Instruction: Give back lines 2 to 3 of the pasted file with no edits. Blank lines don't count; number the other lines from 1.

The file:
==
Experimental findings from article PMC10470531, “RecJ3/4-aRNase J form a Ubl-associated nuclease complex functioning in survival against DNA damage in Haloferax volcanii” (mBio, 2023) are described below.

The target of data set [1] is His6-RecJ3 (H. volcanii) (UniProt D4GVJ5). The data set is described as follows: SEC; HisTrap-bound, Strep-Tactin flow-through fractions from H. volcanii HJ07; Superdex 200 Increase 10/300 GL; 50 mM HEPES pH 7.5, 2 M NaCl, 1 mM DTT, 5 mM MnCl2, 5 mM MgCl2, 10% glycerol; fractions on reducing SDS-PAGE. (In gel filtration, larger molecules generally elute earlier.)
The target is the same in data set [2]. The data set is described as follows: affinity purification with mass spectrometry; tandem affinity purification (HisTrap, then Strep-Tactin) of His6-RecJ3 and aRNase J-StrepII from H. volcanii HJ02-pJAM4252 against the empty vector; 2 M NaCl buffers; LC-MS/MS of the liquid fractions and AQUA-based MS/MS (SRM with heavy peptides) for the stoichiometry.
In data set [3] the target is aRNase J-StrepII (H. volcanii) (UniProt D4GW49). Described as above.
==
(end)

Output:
The target of data set [1] is His6-RecJ3 (H. volcanii) (UniProt D4GVJ5). The data set is described as follows: SEC; HisTrap-bound, Strep-Tactin flow-through fractions from H. volcanii HJ07; Superdex 200 Increase 10/300 GL; 50 mM HEPES pH 7.5, 2 M NaCl, 1 mM DTT, 5 mM MnCl2, 5 mM MgCl2, 10% glycerol; fractions on reducing SDS-PAGE. (In gel filtration, larger molecules generally elute earlier.)
The target is the same in data set [2]. The data set is described as follows: affinity purification with mass spectrometry; tandem affinity purification (HisTrap, then Strep-Tactin) of His6-RecJ3 and aRNase J-StrepII from H. volcanii HJ02-pJAM4252 against the empty vector; 2 M NaCl buffers; LC-MS/MS of the liquid fractions and AQUA-based MS/MS (SRM with heavy peptides) for the stoichiometry.